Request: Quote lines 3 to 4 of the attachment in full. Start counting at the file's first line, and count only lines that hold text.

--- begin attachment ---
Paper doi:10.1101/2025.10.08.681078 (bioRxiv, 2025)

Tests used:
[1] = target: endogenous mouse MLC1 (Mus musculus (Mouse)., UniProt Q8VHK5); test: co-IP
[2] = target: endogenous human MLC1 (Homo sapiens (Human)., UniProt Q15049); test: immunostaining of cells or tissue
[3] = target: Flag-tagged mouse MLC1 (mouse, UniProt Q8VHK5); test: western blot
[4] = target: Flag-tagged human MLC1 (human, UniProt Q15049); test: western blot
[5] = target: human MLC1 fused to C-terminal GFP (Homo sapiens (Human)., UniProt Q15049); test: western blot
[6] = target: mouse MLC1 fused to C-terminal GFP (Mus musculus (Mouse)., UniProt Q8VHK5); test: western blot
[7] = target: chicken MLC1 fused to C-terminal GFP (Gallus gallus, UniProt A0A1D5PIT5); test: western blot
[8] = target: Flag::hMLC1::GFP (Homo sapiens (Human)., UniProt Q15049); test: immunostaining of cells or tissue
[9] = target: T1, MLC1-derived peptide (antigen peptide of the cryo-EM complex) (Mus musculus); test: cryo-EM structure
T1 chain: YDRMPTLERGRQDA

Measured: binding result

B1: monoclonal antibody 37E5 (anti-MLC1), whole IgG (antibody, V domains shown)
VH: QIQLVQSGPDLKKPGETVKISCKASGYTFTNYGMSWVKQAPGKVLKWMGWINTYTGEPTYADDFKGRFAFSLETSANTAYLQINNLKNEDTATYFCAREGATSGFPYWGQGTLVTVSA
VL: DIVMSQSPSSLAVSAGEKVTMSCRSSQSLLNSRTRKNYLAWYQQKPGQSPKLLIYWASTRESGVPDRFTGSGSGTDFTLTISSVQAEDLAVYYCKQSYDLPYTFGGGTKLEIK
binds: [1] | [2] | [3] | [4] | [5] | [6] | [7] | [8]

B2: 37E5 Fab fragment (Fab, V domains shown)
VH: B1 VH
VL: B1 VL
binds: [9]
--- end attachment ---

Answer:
[1] = target: endogenous mouse MLC1 (Mus musculus (Mouse)., UniProt Q8VHK5); test: co-IP
[2] = target: endogenous human MLC1 (Homo sapiens (Human)., UniProt Q15049); test: immunostaining of cells or tissue